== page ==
As a prisoners’ rights advocate I get tired. Some days, the projects I work on seem so large and unwieldy. They just seem too troublesome or cumbersome to get off the ground. And worst of all, it becomes harder and harder to convince others — those who will benefit from the movements I work on — that the movements are actually in their best interest. Suffice it to say, I get tired and worn down. At times I suffer from the type of burnout that even Red Bull and a pack of Marlboros won’t cure (since my prison’s commissary sells neither, imagine the state that I’m regularly in!).
When I feel like this it can be easy to take a day off. Heck, a few days off. But when I do, I feel bad about being lazy and unproductive. I take a look around after sleeping in and realize that the extra time in the rack was a failure, not only a failure to my morning, but a failure to those around me who are in need. I realize that as a prisoners’ rights advocate — one who certainly agitates for reform — my life and my time are more than just mine. They are a collective property. And as a collective property, personal whims or feelings (like fatigue or boredom) shouldn’t even enter the equation when scheduling my day and week. Thus, I push myself to get back to the grindstone. But sometimes the grindstone grinds not the sword, but my very being.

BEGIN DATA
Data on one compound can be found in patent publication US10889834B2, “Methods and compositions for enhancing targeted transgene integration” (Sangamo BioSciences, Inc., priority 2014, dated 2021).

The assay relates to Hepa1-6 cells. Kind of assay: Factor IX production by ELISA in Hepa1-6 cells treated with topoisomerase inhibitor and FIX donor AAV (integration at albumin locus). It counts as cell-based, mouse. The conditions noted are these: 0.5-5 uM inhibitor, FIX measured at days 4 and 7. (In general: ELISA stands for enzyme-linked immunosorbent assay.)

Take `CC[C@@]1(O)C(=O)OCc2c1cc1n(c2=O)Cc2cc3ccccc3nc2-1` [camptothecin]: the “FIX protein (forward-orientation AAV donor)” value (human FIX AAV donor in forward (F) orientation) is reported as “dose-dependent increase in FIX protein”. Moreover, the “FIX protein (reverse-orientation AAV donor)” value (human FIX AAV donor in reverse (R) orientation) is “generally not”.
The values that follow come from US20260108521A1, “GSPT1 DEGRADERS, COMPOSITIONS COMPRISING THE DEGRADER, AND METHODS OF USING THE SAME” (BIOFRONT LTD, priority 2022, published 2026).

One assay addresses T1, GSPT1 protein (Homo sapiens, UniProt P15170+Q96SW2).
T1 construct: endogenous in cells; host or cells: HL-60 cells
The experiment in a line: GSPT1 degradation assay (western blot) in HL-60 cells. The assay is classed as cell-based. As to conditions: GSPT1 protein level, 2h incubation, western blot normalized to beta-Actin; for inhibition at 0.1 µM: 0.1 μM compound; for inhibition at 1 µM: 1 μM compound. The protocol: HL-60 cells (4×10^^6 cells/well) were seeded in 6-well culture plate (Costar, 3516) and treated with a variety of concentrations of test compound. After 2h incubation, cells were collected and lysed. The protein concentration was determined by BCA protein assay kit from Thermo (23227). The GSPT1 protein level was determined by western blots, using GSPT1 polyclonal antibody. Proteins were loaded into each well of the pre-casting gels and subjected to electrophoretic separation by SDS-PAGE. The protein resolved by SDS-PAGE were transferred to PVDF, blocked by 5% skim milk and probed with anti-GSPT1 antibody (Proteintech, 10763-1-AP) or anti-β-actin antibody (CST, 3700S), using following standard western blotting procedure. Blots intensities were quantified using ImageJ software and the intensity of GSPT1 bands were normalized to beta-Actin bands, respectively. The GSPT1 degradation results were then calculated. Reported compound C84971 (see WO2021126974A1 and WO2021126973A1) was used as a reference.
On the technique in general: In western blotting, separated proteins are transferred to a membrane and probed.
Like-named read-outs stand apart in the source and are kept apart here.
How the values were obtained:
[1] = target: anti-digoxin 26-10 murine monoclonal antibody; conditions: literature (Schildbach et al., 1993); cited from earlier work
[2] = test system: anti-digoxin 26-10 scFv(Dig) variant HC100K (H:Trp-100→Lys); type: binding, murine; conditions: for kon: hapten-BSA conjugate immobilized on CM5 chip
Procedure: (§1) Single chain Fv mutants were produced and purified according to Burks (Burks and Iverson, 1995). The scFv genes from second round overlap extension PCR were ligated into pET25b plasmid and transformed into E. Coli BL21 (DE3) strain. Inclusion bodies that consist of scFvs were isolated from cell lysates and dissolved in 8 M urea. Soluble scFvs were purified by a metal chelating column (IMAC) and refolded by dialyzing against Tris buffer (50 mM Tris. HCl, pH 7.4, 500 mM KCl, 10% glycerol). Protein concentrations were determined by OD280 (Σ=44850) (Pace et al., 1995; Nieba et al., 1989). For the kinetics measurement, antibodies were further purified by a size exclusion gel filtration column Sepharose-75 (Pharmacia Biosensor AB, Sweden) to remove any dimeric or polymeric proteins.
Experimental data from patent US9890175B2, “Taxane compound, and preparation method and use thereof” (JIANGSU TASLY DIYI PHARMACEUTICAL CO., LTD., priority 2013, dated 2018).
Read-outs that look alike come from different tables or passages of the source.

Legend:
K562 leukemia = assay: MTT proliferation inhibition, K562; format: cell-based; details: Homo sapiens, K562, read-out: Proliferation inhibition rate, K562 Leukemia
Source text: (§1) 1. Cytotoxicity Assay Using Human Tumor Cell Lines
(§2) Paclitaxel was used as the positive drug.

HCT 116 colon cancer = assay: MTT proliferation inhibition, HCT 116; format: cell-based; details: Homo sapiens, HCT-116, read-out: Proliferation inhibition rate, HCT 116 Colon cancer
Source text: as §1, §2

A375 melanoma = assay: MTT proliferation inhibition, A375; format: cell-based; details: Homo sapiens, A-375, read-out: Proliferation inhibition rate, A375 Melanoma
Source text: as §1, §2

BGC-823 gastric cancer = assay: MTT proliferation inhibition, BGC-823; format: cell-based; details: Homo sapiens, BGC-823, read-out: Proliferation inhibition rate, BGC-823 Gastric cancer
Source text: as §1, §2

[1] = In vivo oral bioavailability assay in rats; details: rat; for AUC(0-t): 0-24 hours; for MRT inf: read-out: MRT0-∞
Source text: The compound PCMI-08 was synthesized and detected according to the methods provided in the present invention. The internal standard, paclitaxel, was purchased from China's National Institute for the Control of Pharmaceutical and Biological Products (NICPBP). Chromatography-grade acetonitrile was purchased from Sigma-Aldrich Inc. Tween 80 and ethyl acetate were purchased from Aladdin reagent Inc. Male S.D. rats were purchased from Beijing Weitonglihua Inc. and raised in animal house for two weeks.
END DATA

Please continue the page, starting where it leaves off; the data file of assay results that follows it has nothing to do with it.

- Update about Petition to free Lynn Stewart: Save Her Life,Release Her (lockupreform.com)
- New Writing from Shaka Shakur, Indiana Prisoner (lockupreform.com)